Into this environment come two outsiders: a mysterious woman, Kundry, who, though seeking to serve, is despised by the knights, but to whom the saintly Gurnemanz shows compassion; and then, Parsifal himself, a lad who is a “fool” – a young man utterly bereft of education or of knowledge, ignorant even of his own name, living and acting merely by his instincts. Kundry knows about him: his mother had deliberately raised him to be ignorant, so he won’t be drawn into battle and killed as his father had been; but one day, the young Parsifal had seen soldiers pass the house, and, enchanted by the sight, had wandered with them away from home. Now, Kundry tells us, his mother is dead.
Parsifal, as he enters, has, in his ignorance, shot dead a swan. Gurnamanz reprimands him, but wonders whether this could be the “holy fool” promised in a prophesy as one who will restore to the Kingdom of the Grail that which has been lost. So he takes the lad to witness the ritual of the Grail. But it means nothing to Parsifal. He is no holy fool, Gurnemanz decides – just a fool.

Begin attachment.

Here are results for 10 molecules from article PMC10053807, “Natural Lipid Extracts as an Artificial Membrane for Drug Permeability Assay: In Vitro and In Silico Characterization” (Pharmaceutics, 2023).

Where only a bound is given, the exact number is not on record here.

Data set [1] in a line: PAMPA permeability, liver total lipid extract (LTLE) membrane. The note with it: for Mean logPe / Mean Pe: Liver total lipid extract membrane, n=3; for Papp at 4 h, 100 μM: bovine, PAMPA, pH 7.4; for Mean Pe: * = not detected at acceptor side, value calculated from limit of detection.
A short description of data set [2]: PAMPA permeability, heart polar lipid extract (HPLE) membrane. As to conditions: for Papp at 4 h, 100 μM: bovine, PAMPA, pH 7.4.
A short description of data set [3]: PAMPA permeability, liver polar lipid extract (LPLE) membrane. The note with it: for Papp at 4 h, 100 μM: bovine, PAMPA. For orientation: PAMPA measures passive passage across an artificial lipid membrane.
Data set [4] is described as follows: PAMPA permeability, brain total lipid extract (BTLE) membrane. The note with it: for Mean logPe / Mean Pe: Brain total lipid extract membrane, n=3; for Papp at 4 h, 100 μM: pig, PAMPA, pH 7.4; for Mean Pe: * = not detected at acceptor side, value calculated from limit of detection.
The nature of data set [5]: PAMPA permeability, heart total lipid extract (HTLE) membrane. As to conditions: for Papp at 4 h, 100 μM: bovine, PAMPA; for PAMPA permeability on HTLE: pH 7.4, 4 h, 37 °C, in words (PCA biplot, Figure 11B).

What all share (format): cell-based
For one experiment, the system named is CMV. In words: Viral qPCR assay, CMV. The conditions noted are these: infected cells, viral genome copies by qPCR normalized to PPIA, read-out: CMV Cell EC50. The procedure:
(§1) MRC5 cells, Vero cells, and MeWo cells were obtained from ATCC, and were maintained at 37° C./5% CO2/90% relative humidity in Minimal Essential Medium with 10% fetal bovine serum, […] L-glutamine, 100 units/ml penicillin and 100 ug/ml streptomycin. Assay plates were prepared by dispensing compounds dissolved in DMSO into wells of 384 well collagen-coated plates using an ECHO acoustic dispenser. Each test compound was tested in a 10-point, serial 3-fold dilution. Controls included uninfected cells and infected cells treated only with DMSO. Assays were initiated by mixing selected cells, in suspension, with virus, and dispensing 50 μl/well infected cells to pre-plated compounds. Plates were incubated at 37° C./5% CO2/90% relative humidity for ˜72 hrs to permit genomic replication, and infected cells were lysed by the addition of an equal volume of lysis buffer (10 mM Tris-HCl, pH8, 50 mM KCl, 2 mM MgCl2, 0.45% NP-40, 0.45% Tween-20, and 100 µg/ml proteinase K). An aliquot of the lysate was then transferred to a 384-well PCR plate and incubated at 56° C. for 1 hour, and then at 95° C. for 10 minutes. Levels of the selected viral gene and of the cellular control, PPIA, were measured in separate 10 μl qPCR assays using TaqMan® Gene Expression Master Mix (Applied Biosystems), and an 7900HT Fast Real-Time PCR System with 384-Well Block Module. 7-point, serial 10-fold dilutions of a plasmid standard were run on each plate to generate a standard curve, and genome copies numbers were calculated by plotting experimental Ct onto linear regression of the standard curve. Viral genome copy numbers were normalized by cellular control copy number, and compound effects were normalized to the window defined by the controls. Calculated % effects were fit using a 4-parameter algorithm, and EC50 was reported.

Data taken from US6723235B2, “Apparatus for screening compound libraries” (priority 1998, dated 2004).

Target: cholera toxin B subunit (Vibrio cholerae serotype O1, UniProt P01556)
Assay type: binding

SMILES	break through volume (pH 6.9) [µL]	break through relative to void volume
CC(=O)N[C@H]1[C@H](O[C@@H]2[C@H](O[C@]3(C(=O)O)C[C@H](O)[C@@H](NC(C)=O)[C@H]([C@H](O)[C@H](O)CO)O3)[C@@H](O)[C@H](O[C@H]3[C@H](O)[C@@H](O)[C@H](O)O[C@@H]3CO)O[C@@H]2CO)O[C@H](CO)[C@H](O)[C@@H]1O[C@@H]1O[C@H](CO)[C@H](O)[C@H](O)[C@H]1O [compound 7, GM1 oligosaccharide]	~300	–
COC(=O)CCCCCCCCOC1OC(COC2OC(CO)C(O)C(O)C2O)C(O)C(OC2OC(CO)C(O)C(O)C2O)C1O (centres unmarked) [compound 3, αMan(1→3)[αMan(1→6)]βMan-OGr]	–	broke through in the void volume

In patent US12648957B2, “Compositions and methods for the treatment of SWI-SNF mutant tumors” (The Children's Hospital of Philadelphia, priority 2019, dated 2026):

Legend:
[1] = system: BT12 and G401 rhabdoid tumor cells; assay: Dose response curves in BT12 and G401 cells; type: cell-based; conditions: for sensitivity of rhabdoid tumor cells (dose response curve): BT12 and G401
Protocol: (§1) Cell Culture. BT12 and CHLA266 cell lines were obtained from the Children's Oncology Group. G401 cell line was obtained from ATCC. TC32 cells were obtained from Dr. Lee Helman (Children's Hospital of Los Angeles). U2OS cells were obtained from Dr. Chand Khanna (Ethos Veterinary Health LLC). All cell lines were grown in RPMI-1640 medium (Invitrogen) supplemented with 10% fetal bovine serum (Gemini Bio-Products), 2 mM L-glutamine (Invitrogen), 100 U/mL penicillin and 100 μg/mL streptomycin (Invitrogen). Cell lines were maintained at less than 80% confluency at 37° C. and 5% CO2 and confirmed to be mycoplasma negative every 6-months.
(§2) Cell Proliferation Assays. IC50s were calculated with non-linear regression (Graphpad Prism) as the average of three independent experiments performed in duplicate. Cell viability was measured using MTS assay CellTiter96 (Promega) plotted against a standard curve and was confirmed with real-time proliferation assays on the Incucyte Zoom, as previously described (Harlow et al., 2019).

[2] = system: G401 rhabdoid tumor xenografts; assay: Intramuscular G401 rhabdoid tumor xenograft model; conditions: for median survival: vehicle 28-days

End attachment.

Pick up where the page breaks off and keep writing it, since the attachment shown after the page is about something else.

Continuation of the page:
In the second act, the music seethes and writhes with a sense of evil: we are in the realm of Klingsor. Gurnemanz had earlier told us about Klingsor: he had, in the past, attempted to join the Knights of the Grail, but had been refused because he had not been “pure”. (The subtitles last night said “pure in heart”, but Wagner’s libretto is uncompromising: “pure”, it says, without qualification. It should be noted, however, that if Wagner does indeed mean racial purity here, he does not say that either: we are free to provide our own definition of “purity”.) After the refusal to admit him, Klingsor, to rid himself of sexual desire, had castrated himself; and he had then acquired demonic magical powers. Now, we see him in his realm. He has under his power Kundry, whom he awakens from her sleep. It was indeed Kundry who had seduced Amfortas on that fateful day the sacred spear had been lost. Now, she is summoned, against her will, to seduce the young Parsifal, who is approaching.